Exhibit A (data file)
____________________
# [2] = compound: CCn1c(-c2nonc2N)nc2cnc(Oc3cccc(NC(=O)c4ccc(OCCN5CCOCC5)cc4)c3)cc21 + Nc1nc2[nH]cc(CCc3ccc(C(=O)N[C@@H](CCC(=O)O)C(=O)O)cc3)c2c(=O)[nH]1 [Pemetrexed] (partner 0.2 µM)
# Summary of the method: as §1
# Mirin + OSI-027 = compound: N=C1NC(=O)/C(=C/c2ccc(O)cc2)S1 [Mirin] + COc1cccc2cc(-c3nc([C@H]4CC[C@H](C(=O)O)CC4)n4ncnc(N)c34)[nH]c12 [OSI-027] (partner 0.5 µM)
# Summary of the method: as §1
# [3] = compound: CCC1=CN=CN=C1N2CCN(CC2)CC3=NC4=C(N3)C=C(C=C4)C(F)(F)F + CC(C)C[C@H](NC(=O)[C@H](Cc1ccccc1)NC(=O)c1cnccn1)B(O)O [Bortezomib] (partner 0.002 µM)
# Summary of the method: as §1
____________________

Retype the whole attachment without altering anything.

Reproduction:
# [2] = compound: CCn1c(-c2nonc2N)nc2cnc(Oc3cccc(NC(=O)c4ccc(OCCN5CCOCC5)cc4)c3)cc21 + Nc1nc2[nH]cc(CCc3ccc(C(=O)N[C@@H](CCC(=O)O)C(=O)O)cc3)c2c(=O)[nH]1 [Pemetrexed] (partner 0.2 µM)
# Summary of the method: as §1
# Mirin + OSI-027 = compound: N=C1NC(=O)/C(=C/c2ccc(O)cc2)S1 [Mirin] + COc1cccc2cc(-c3nc([C@H]4CC[C@H](C(=O)O)CC4)n4ncnc(N)c34)[nH]c12 [OSI-027] (partner 0.5 µM)
# Summary of the method: as §1
# [3] = compound: CCC1=CN=CN=C1N2CCN(CC2)CC3=NC4=C(N3)C=C(C=C4)C(F)(F)F + CC(C)C[C@H](NC(=O)[C@H](Cc1ccccc1)NC(=O)c1cnccn1)B(O)O [Bortezomib] (partner 0.002 µM)
# Summary of the method: as §1